• The Age of the Father, corresponding to the Old Testament, characterized by obedience of mankind to the Rules of God;
  • The Age of the Son, between the advent of Christ and 1260, represented by the New Testament, when the Man became the son of God;
  • The Age of the Holy Spirit, impending (in 1260), when mankind was to come in direct contact with God, reaching the total freedom preached by the Christian message. The Kingdom of the Holy Spirit, a new dispensation of universal love, would proceed from the Gospel of Christ, but transcend the letter of it. In this new Age the ecclesiastical organization would be replaced and the Order of the Just would rule the Church. This Order of the Just was later identified with the Franciscan order by his follower Gerardo of Borgo San Donnino.

According to Joachim, only in this third Age will it be possible to really understand the words of God in its deepest meanings, and not merely literally. After complicated calculation, he concluded that this age would begin in 1260 based on the Book of Revelation (verses 11:3 and 12:6, which mention "one thousand two hundred and sixty days"). In this year, instead of the parousia (second Advent of Christ), a new Epoch of peace and concord would begin, thus making the hierarchy of the Church unnecessary. Note: Judaism commonly uses the term Tanakh, but not Old Testament, because it does not recognize the concept of a New Testament. ... See New Covenant for the concept translated as New Testament in the KJV. The New Testament (Καινή Διαθήκη), sometimes called the Greek Testament or Greek Scriptures, and sometimes also New Covenant, is the name given to the part of the Christian Bible that was written by various authors c. ... The Order of Friars Minor and other Franciscan movements are disciples of Saint Francis of Assisi. ... Frair Gerard of Borgo San Donnino(now Fidenza), was a sicilian Franciscan. ... Events End of the reign of Emperor Go-Fukakusa of Japan Emperor Kameyama ascends to the throne of Japan September 3 - Mongols defeated by Mameluks at Battle of Ain Jalut Samogatians and Curonians defeats Teutonic knights in Battle of Durbe Births Maximus Planudes, Byzantine grammarian and theologian Deaths Monarchs/Presidents... Visions of John the Evangelist, as depicted in the Très Riches Heures du Duc de Berry. ...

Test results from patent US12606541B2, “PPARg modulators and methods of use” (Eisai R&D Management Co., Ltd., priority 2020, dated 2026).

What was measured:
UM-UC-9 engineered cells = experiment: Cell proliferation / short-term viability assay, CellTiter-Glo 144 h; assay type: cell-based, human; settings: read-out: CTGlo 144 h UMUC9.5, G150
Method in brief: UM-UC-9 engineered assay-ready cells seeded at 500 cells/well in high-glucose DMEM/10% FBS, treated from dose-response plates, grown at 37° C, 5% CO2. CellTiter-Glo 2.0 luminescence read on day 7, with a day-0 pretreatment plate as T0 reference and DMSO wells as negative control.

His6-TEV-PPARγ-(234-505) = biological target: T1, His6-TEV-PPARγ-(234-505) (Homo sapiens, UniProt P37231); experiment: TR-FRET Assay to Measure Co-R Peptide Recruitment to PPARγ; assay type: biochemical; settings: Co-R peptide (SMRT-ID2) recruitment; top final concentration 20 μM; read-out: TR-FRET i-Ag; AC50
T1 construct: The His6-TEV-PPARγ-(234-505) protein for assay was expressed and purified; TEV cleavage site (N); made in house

Condemnation

Main article: Joachimites.

Thomas Aquinas confuted his theories in his Summa Theologica, but in The Divine Comedy, Dante Alighieri placed him in paradise. Among the more spiritually-inclined of the Franciscans,a "Joachist" group arose, many of whom saw Antichrist already in the world in the person of Frederick II, Holy Roman Emperor (who died, however, in 1250). Joachimites were a millenarian group that arose from the Franciscans in the thirteenth century. ... Saint Thomas Aquinas [Thomas of Aquin, or Aquino] (c. ... The Summa Theologica (also widely known as the Summa Theologiae) is the most famous work of St. ... Dante shown holding a copy of The Divine Comedy, next to the entrance to Hell, the seven terraces of Mount Purgatory and the city of Florence, with the spheres of Heaven above, in Michelinos fresco. ... Dante in a fresco series of famous men by Andrea del Castagno, ca. ... Franciscans is the common name used to designate a variety of mendicant religious orders of men or women tracing their origin to Francis of Assisi and following the Rule of St. ... Frederick II (December 26, 1194 – December 13, 1250), Holy Roman Emperor of the Hohenstaufen dynasty, was pretender to the title of King of the Romans from 1212, unopposed holder of that monarchy from 1215, and Holy Roman Emperor from 1220 until his death in 1250. ...